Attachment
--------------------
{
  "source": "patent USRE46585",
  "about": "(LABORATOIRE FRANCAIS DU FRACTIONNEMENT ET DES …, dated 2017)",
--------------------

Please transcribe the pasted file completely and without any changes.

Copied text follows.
{
  "source": "patent USRE46585",
  "about": "(LABORATOIRE FRANCAIS DU FRACTIONNEMENT ET DES …, dated 2017)",